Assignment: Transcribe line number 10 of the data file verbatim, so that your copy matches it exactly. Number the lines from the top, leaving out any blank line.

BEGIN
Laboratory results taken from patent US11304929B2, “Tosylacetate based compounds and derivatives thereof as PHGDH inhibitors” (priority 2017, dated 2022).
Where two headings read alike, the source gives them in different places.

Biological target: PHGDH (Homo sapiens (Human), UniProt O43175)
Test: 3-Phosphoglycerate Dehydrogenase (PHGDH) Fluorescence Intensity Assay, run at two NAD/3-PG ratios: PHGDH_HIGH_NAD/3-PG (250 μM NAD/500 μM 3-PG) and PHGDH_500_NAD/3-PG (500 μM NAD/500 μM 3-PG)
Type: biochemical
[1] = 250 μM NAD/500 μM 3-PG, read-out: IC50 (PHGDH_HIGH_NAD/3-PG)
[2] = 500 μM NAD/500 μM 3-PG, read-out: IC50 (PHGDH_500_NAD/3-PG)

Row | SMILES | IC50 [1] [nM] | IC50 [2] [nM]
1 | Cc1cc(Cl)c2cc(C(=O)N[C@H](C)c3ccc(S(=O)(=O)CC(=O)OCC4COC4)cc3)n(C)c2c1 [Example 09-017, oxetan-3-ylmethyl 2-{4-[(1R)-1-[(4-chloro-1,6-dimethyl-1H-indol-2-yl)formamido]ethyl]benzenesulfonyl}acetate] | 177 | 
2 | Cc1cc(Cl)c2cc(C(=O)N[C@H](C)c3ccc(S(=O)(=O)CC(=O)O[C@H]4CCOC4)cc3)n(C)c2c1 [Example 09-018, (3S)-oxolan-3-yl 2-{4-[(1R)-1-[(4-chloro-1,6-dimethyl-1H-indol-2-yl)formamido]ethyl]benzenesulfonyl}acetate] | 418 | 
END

2 | Cc1cc(Cl)c2cc(C(=O)N[C@H](C)c3ccc(S(=O)(=O)CC(=O)O[C@H]4CCOC4)cc3)n(C)c2c1 [Example 09-018, (3S)-oxolan-3-yl 2-{4-[(1R)-1-[(4-chloro-1,6-dimethyl-1H-indol-2-yl)formamido]ethyl]benzenesulfonyl}acetate] | 418 | 